X marks the spot


23 November, 2017

UK Govt scrap stamp duty for first time buyers

Let me give an example of critical thought in action.

As the title suggests, the UK government is helping first time buyers by scrapping stamp duty on houses up to £300,000

So, no need for critical thought. or is there?

Stamp duty is just a fee you have to give the govt for no real reason when you buy a home in the UK. Now first time buyers have no need to pay it but is this helpful?

A first order analysis says yes but let us go deeper. Imagine a young couple able to afford a £600 a month mortgage on a £100,000 home. Imagine interest rates for first time buyers were govt subsidised and the young couple only had to pay £300 a month. A first order analysis tells us that the govt is helping the young couple. However, the sellers now realise that the couple can actually afford to pay £200,000 and so the house is now twice as expensive.

This second order analysis tells us that the unintended consequences of making house buying easier for first time buyers is to increase the price of the least expensive housing. Which is the opposite of what the government said they were doing. Likewise, anyone selling for £300,000 or less who does not increase the price will find selling easier. All the govt interference has achieved is to make selling easier or transfer more wealth to the sellers from the buyers.

At this point we can laugh at govt incompetence or continue our analysis and deepen our understanding. To actually make house buying easier for new buyers the govt needs to INCREASE interest rates. This sounds bizarre unless we have actually understood the previous paragraphs. Each time house buying is made easier, house prices rise.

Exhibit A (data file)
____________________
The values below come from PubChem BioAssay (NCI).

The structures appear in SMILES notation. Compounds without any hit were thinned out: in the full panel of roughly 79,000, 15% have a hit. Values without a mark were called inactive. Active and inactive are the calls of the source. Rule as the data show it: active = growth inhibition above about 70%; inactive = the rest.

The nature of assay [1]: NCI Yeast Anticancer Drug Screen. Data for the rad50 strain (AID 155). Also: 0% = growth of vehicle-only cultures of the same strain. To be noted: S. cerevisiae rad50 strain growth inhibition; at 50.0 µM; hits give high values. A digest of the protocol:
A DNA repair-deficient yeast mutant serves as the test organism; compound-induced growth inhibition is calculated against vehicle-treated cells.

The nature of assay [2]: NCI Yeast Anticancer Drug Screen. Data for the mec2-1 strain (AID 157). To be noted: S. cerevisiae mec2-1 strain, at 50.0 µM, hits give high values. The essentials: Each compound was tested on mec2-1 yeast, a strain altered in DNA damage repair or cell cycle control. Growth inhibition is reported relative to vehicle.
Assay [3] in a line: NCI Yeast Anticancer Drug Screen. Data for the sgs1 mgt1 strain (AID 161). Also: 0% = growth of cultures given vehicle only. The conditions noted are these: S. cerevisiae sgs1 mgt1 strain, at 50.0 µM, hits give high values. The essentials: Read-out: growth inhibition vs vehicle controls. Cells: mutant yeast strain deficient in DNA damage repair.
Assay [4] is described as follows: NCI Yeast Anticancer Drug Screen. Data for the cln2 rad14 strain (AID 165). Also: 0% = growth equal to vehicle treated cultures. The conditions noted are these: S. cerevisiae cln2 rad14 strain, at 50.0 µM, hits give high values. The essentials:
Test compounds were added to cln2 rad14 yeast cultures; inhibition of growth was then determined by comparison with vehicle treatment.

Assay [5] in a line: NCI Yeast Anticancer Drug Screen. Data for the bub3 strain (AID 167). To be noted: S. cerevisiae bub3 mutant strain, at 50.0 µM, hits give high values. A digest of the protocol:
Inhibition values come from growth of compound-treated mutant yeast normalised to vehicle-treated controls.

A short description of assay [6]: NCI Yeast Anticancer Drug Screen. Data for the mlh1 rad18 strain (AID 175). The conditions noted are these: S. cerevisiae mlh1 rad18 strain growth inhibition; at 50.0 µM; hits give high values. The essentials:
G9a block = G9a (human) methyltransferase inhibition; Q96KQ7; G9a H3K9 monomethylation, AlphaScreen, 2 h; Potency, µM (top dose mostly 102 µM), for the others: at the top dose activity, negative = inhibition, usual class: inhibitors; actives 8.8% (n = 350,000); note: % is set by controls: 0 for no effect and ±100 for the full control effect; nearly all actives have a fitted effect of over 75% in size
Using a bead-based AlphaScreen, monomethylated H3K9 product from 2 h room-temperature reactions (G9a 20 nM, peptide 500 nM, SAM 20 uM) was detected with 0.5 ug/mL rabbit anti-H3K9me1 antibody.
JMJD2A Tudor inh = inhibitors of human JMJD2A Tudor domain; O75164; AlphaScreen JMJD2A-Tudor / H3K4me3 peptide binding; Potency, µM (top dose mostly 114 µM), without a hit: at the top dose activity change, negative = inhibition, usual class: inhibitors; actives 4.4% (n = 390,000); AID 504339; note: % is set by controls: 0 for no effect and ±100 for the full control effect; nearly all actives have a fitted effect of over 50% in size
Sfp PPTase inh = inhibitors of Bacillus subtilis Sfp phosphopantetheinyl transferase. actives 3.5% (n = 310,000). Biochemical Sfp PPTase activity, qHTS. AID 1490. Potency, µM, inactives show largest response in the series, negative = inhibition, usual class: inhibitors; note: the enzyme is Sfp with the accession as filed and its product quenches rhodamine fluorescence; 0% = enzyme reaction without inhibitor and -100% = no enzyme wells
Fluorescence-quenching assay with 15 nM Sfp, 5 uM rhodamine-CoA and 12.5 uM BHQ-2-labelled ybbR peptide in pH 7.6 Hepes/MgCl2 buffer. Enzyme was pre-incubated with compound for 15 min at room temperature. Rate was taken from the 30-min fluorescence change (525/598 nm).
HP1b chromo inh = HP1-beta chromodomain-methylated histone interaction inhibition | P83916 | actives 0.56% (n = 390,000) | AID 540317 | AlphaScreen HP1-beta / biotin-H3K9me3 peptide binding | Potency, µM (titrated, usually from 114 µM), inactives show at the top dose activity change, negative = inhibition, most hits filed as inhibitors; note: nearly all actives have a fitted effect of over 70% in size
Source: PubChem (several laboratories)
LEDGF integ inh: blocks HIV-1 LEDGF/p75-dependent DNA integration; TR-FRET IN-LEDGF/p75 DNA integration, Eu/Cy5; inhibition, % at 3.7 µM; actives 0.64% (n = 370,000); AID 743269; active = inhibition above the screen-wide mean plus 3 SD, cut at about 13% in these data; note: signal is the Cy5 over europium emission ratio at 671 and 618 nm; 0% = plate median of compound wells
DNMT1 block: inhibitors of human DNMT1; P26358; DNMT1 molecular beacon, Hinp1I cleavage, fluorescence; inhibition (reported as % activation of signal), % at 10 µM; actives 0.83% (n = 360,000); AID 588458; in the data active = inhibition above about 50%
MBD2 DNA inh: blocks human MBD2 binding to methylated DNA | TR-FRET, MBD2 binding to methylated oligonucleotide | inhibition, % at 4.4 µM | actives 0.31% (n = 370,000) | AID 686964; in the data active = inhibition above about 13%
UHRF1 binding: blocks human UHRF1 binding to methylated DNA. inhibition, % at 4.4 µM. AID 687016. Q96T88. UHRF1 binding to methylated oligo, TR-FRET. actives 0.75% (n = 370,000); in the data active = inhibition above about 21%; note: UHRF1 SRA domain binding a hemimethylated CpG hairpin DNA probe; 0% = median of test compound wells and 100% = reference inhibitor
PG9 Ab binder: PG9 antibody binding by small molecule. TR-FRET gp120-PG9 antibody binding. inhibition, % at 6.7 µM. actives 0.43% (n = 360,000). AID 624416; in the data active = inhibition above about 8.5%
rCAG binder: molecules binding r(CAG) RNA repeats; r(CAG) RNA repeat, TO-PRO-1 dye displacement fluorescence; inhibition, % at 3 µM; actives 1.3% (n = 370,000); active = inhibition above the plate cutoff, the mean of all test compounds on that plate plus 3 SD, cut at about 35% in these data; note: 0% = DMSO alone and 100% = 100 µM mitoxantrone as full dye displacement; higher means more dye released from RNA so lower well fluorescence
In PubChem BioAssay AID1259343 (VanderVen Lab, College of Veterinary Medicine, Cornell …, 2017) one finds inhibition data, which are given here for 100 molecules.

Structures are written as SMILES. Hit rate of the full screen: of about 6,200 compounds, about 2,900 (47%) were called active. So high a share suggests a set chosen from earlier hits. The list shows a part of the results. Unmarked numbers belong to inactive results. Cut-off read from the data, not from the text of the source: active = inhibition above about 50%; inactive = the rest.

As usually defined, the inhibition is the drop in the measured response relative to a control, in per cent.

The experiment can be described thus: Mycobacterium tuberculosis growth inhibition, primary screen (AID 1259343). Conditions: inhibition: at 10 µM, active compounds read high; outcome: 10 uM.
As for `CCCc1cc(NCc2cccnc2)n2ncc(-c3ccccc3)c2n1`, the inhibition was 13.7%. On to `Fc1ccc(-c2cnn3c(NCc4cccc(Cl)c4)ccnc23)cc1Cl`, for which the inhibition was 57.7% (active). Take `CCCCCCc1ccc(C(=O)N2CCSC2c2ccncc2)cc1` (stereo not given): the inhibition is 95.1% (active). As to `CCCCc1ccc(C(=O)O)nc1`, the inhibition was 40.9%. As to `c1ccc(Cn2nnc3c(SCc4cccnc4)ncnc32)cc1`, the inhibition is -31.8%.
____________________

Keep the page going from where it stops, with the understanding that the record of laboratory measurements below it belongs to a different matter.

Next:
Let us imagine a massive increase in interest rates, the couple can still afford £600 each month but this only buys a £50,000 home. House prices then definitely do not rise, they fall. Imagine how easy it is saving for a deposit when interest rates are high. Imagine how easy house buying is when house prices STOP rising. This is a third order analysis.

We can then summarise what the govt is actually doing, not helping buyers but sellers.

This is how society works. Govt gets to pick winners and losers. So, would you care to take a guess at who advised our govt that this was a great idea to help first time buyers / good youth vote winning strategy. Well, as a seasoned critical thinker I can tell you it was bank sector lobbying. I mean, it wasn't the oil and gas lobbyist was it? I know that this is the realm of conspiracy theorist but it is obvious once you apply critical thought. Why would the banking sector want this new policy?

We have already done the heavy lifting, high interest rates would help first time buyers but crush house prices. That would not encourage people to take out second and third mortgages on their homes. Many people would struggle to pay high interest rates, so defaults would spike. The banks have done their sums and this is their best current strategy for squeezing more wealth out of us. Let us keep the analysis going.

Whilst banks can make money by making home buying easier, they will. Eventually, this strategy will no longer yield as much wealth as allowing interest rates to rise. I think you know what happens then. Yes, interest rates start to climb upwards, slowly at first. A gentle rise, not enough to cause too much critical thought by the masses. As the defaults start, the bank lobbyist will spin a new tale about careful lending and talk at length about increased risks. Interest payments will continue to rise slowly. You can perhaps imagine the rest. If not, time will reveal it all to you anyway.

Now, to be able to critically think you don't need a high IQ. You need to have a calm and well disciplined mind. Which is what book one of my trilogy helps you develop.

I hope that helps with your understanding of the 'real world' and where we are in this current financial cycle. Critical thought could prove to be a highly valuable skill. Well worth the effort to acquire.

You are welcome

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